Editorial Feature

Can Buildings be Developed to Resist Aircraft Impact?


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The World Trade Center’s Twin Towers were built to withstand aircraft crashing into them, suggested a panel on the top floor visitor center; but on 11th September 2001, less than two hours after they were hit, both towers tumbled to the ground after being targeted in a terrorist attack.

The panel was correct up to a point; engineers expected the towers to survive. The design of the revolutionary towers was advanced for its time. They featured a central core, a tube-framed structure with floor trusses extending out to the perimeter. It was designed to withstand tremendous pressures, under predictable events such as high wind and earthquakes, but the terrorist attack was not a predictable event, and its structure couldn’t prevent its eventual collapse.

The World Trade Centers

The Twin Towers were built in 1966-7 and officially declared open in April 1973; they soared 110 stories over New York and stood just 60m apart. At 8.45 am on the 11th September, the 92nd floor of the North Tower was struck by a hijacked Boeing 767; the South Tower’s 83rd floor was hit by a Boeing 757 at 9.03 am.

The strikes were accompanied by a fireball; the South Tower collapsed at 10.05 am and the North Tower at 10.28 am.

The mechanism of collapse and sequence of events was originally unclear as the buildings were enshrouded by dust and smoke, but it is believed that the floors – like many in high-rise buildings – succumbed to progressive vertical collapse caused by one floor dropping down onto another as a result of the fire.

The attack made structural and fire engineers consider how to limit the consequences of such events on heavily-populated, high-rise buildings.

Building Design

There are two main structural forms used in tall buildings, a cantilever core and a frame-tubed structure, although hybrids also exist. For any given building footprint, the idea is to minimize the area taken up by the core, and maximize the usable floor space.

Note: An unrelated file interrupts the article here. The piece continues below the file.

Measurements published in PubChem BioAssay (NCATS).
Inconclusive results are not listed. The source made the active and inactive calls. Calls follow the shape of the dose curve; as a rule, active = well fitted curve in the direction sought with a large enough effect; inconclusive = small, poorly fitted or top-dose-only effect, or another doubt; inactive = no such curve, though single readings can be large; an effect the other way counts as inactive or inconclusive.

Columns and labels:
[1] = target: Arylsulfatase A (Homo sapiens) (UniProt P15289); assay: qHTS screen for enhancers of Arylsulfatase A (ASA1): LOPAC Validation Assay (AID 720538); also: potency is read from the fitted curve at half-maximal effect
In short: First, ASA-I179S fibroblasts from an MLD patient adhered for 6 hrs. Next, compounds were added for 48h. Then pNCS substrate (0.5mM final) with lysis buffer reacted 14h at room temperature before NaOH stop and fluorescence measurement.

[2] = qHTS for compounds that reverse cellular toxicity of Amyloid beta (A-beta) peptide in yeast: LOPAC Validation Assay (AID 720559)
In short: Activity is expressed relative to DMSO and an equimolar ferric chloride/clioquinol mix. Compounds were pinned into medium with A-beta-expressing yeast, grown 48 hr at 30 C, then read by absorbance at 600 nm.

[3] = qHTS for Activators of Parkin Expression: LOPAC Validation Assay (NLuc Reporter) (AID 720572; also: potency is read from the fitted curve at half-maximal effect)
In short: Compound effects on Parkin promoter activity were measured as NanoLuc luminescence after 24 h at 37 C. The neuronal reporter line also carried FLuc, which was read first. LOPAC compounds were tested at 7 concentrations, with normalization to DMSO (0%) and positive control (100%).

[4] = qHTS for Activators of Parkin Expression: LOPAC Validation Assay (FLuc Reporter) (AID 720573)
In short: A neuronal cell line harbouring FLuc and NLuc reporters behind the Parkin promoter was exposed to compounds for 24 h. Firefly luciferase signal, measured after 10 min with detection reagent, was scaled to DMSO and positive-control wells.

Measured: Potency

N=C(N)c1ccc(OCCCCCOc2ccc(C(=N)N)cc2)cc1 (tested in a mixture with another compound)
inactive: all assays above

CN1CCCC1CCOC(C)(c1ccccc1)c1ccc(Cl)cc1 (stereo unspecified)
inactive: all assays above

Cantilever Core

Buildings with a cantilever core have a large robust core that it structurally wind-resistant; it is typically a heavily reinforced concrete tube. It features external columns widely spaced around the perimeter, a small external column section size, large column spacing, and a small floor plan.

The NatWest office tower in London is a perfect example of a building with a cantilever core; it stands at 173 m tall, and its design suggests it would withstand an aircraft impact.

Framed-Tube Structure

The World Trade Center was a framed-tube structure; the towers had a small, non-structured core and a non-robust core enclosure. Its structure was a grillage of steel beams and columns which formed the external walls; it had a large external column section size, deep external beams, and small column spacing.

In such structures, like One Canada House (Canary Wharf, London) the service core can be constructed on simple beam and post principles and can be clad in lightweight construction. This can be vulnerable to damage from horizontal missiles, such as the engines from planes.


The Boeing 757 and 767 passenger jets are both similar; they are low wing aircraft with engines under each wing, which acts like missiles.

The force arising from impact is calculated using Newton’s Second Law of motion – force equals mass times deceleration. One jet engine can hit with an incredible amount of force and can continue to move at speed once impact is made.

Any passenger aircraft big enough to cause serious impact damage to tall buildings will be carrying vast amounts of fuel, meaning the impact will cause a fireball. Leakage of fuel can make the situation worse by igniting furniture, carpets and so on.


Every building is different, and every missile and its parts are different depending on the aircraft design, cargo, and fuel. It is therefore difficult to guide on how to make a building more resistant to aircraft damage, although total collapse is less likely with a cantilever core than a frame-tubed design.

There are, however, some steps that can be taken:

  • Limit the height of buildings, or ensure no single building towers over its neighbors too much to prevent targeting of a single one.
  • Risk assessments should consider extreme events and allow for impact at any level and any orientation. Designs should be able to cope with large horizontal impacts and take into account of how external walls and floors might behave as a missile enters and exits.
  • Design the service core to act as a laterally robust structural cantilever and avoid delicate frame-tubed construction.

Sources and Further Reading

Disclaimer: The views expressed here are those of the author expressed in their private capacity and do not necessarily represent the views of AZoM.com Limited T/A AZoNetwork the owner and operator of this website. This disclaimer forms part of the Terms and conditions of use of this website.

Kerry Taylor-Smith

Written by

Kerry Taylor-Smith

Kerry has been a freelance writer, editor, and proofreader since 2016, specializing in science and health-related subjects. She has a degree in Natural Sciences at the University of Bath and is based in the UK.


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